26 November 2021 – Last year, the story of elephant Kaavan moved the whole world: In November 2020, global animal welfare organisation FOUR PAWS together with the Islamabad Wildlife Management Board (IWMB), the national authorities and pop icon Cher, rescued him from a sad and lonely life at a rundown zoo in Pakistan’s capital Islamabad. Prior to his rescue, the 36-year-old former ‘loneliest elephant in the world’ spent eight years by himself.
30 November marks the first anniversary of FOUR PAWS transferring heavyweight Kaavan to Siem Reap via plane. Kaavan is now thriving in his new home at Cambodia Wildlife Sanctuary (CWS), living an elephant-worthy life. Moreover, Kaavan’s legacy protects other elephants from suffering the same fate, as Pakistan has recently banned the import of elephants into the country.
“35 years in captivity causes a lot of trauma but Kaavan is making great progress, roaming around his spacious jungle enclosure and enjoying baths in his pond. Back in the zoo in Pakistan, he was showing severe behavioural problems, shaking his head and pacing back and forth in the dreary enclosure. He has re-discovered his natural instincts and can enjoy having other elephants around. Kaavan is living the life he deserves. I’m looking forward to visiting him as soon as possible to see for myself what a difference the last year made.”
Dr Amir Khalil, FOUR PAWS veterinarian who led Kaavan’s rescue mission and formed a special bond with the elephant.
While Kaavan has not yet been socialised with other elephants, the team at CWS continues to monitor his development and will determine if he becomes interested in having a companion. Until then, neighbouring enclosures allow for the elephants to get used to each other’s smell and touch each other’s trunks, a friendly gesture.
Kaavan’s legacy: Pakistan bans elephant imports
After his rescue in November 2020 also came the impact of Kaavan’s legacy: In September 2021, the Islamabad High Court announced a ban on the import of new elephants into the country. This decision followed FOUR PAWS advising the Ministry of Climate Change to not allow any new elephants coming to Pakistan as there are no places with species-appropriate living conditions for elephants.
Kaavan came to Pakistan as a gift from Sri Lanka in 1985. From 1990 on, he lived with his partner Saheli, but since her death in 2012, Kaavan lived a lonely existence as the last Asian elephant in captivity in Pakistan. In May 2020, the Islamabad High Court decided that all animals living in Islamabad Zoo had to be relocated to sanctuaries, leading not only to the rescue of Kaavan but 38 other animals that FOUR PAWS relocated to species-appropriate new homes.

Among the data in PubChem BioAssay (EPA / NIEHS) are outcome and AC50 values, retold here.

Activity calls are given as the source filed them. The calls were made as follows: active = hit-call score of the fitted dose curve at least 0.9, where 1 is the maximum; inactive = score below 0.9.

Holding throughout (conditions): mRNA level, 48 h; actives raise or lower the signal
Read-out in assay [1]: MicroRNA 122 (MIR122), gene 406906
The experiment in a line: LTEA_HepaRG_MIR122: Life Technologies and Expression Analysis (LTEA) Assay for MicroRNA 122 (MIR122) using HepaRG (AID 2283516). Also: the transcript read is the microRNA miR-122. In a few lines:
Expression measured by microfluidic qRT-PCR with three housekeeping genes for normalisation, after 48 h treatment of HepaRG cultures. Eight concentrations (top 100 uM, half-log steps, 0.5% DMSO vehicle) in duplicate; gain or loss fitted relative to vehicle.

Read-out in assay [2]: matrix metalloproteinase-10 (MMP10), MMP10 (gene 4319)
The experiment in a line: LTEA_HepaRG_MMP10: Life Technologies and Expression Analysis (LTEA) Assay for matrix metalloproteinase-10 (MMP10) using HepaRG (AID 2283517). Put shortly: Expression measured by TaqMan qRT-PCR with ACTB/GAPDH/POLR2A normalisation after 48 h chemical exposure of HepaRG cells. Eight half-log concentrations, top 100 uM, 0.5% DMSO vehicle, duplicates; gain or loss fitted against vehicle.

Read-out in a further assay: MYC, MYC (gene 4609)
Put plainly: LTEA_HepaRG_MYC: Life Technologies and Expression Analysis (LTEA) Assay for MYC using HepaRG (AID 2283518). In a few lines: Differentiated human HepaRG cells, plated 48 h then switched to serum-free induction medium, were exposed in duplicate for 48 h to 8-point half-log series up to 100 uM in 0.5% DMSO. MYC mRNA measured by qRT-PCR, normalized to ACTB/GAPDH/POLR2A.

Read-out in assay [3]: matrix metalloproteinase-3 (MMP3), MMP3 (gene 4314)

An extraordinary elephant rescue
Kaavan’s historic transfer was implemented by FOUR PAWS in cooperation with the Pakistani authorities and with support from Cher. It was made possible by the generous support of American businessman Eric S. Margolis, who funded Kaavan’s flight to Cambodia.
To prepare Kaavan for his departure, the FOUR PAWS team practised with him the safe and stress-free entry and exit into and from the transport crate. Dr Khalil also used creative methods to keep Kaavan calm by serenading the elephant with Frank Sinatra’s ‘My Way’. Worldwide, only a handful of adult elephants have been relocated by plane. For FOUR PAWS it was the first elephant air transfer.
“Kaavan’s rescue was an extraordinary experience. We transferred an elephant from Pakistan to Cambodia during a global pandemic, together with Cher – I’m proud we were part of this truly unique story,” says Dr Khalil.
FOUR PAWS is the global animal welfare organisation for animals under direct human influence, which reveals suffering, rescues animals in need and protects them. Founded in 1988 in Vienna by Heli Dungler and friends, the organisation advocates for a world where humans treat animals with respect, empathy and understanding. The sustainable campaigns and projects of FOUR PAWS focus on companion animals including stray dogs and cats, farm animals and wild animals – such as bears, big cats and orangutans – kept in inappropriate conditions as well as in disaster and conflict zones. With offices in Australia, Austria, Belgium, Bulgaria, Germany, Kosovo, the Netherlands, Switzerland, South Africa, Thailand, Ukraine, the UK, the USA and Vietnam as well as sanctuaries for rescued animals in eleven countries, FOUR PAWS provides rapid help and long-term solutions. www.four-paws.org